Maguire wasn’t in shot as Patson Daka lost him at a free-kick to tap home Leicester’s fourth
United’s skipper didn’t look fully fit having just returned to the side after an ankle injury
Paul Pogba didn’t exactly spare his team-mates post-match when he said: ‘We have not found the problem, conceding easy goals, stupid goals.’
It comes as a blow to Solskjaer that £41million summer signing Raphael Varane is sidelined with a groin injury during this tough set of fixtures.
The France international needs to forge his central defensive partnership with Maguire and now this will take even longer, with Victor Lindelof back in the team.
At least Lindelof and Maguire understand one another but both have weaknesses that can cost United dear. Maguire looked sluggish against his old club, ruffled by Leicester’s ferocious pressing. Lindelof lacks authority in the air.
The mistakes need to be cut out of United’s game otherwise they’ll continue to be punished by good opponents.
Raphael Varane’s injury, picked up at the UEFA Nations League with France, is a major blow
Aaron Wan-Bissaka takes out Jamie Vardy with an outrageous challenge at the King Power
Reliance on individuals
Brendan Rodgers took the Leicester job some three months after Solskjaer came in at United. In that time, Leicester have twice missed out on the Champions League by agonisingly thin margins but won the FA Cup.
More than anything else, however, you recognise Leicester as a Rodgers side. They work relentlessly, apply pressure in packs and are clinical in taking their chances. They always have an identity and a clear game plan.
Solskjaer’s United, by contrast, do not. Especially in the early stages of this season, it feels like they are reliant on certain individuals to win them games rather than the collective.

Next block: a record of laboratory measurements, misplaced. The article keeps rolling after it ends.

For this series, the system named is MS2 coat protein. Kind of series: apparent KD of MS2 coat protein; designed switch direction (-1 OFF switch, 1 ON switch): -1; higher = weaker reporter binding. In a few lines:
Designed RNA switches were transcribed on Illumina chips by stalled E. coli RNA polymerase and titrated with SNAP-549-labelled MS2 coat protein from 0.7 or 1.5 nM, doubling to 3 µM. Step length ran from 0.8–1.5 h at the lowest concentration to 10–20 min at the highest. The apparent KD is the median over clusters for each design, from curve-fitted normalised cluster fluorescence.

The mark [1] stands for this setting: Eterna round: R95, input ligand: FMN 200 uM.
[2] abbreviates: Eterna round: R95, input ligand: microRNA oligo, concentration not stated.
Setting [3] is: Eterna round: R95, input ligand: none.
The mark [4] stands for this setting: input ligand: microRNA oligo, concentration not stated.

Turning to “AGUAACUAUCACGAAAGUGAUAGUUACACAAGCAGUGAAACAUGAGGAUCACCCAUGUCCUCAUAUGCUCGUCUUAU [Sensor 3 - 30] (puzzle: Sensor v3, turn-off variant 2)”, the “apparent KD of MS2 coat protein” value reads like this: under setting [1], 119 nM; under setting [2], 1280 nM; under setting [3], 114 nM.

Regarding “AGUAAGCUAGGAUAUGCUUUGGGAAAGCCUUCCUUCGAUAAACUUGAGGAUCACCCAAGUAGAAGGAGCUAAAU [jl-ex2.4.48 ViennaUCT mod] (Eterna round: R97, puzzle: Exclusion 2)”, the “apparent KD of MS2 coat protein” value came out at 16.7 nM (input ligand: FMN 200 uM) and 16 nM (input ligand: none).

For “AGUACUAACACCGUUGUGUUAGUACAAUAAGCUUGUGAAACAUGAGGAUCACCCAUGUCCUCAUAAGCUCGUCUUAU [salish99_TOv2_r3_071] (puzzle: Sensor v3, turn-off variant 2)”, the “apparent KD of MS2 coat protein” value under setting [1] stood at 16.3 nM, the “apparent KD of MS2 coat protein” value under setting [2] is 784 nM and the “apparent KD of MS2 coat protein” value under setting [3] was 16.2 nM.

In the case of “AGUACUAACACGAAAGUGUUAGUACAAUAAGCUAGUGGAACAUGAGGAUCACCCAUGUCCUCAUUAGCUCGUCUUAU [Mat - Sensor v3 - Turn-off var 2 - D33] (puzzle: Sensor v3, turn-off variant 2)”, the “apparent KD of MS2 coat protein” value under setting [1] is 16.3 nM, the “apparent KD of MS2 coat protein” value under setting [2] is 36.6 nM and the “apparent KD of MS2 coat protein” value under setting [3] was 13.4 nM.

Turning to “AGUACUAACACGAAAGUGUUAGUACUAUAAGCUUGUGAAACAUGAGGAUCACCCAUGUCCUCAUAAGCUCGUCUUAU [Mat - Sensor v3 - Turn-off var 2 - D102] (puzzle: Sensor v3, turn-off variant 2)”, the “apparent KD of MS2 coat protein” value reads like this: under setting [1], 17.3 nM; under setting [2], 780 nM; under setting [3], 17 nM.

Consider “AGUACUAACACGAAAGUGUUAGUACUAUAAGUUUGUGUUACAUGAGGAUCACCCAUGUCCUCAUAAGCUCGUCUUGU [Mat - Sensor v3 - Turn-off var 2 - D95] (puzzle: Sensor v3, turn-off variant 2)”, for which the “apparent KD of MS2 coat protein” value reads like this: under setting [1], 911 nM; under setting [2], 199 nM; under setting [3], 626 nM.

Mason Greenwood got them three points at Wolves with a late goal back in August, Jesse Lingard’s strike and De Gea’s penalty save got them over the line at West Ham and it needed a 96th-minute Cristiano Ronaldo special to beat Villarreal.
Jesse Lingard’s late goal spared United’s blushes at West Ham – but only after a penalty save
Just imagine if these goals hadn’t gone in – Solskjaer really would be in the mire, both domestically and in Europe.
These goals have got them out of jail but also serve to disguise performances that are far from lucid or convincing. Worryingly, United had a fairly soft set of games to start the season. Now the real test is beginning.
With Ronaldo, Varane and Jadon Sancho all arriving over the summer and needing to settle in and with Marcus Rashford only just back from injury, there has been disruption.
Cristiano Ronaldo’s dramatic late winner against Villarreal masked a lacklustre performance
But Solskjaer’s United just cannot shed the sense that they remain in transition – even after three years of his management. Not quite there yet, relying on individuals, just short of being a cohesive and consistent team.
Worryingly for the manager, this was supposed to be the season when all that transition became culmination and fruition, when they finally won some silverware. But it isn’t looking likely at the moment.
It won’t get any easier!
The Leicester game was only the start of a demanding run for Manchester United that could see the pressure increase further on Ole Gunnar Solskjaer.
On Wednesday night, they host Atalanta in the Champions League and then play at home to in-form Liverpool on Sunday.
Trips to Tottenham and Atalanta follow before a meeting with another title contender in Manchester City.
United then face three away games against Watford, Villarreal and Chelsea.
Ronaldo is a passenger
It’s hard to dispute that Ronaldo has made an impact since returning to United back in August. Two goals against Newcastle that electrified Old Trafford, another at West Ham and two in Europe against Young Boys and Villarreal.
But shoehorning the 36-year-old star into the team has presented some headaches.
Firstly, there’s the fact that Ronaldo will expect to start each and every game or else gets sulky and also demands to play centre forward, which eases out the unlucky Edinson Cavani and others.
Then there’s the fact that when out of possession, Ronaldo simply doesn’t do the tracking back and defensive donkey work that have become part of the modern attacker’s game.
Cristiano Ronaldo is a match-winner but he refuses to cover the ground or work defensively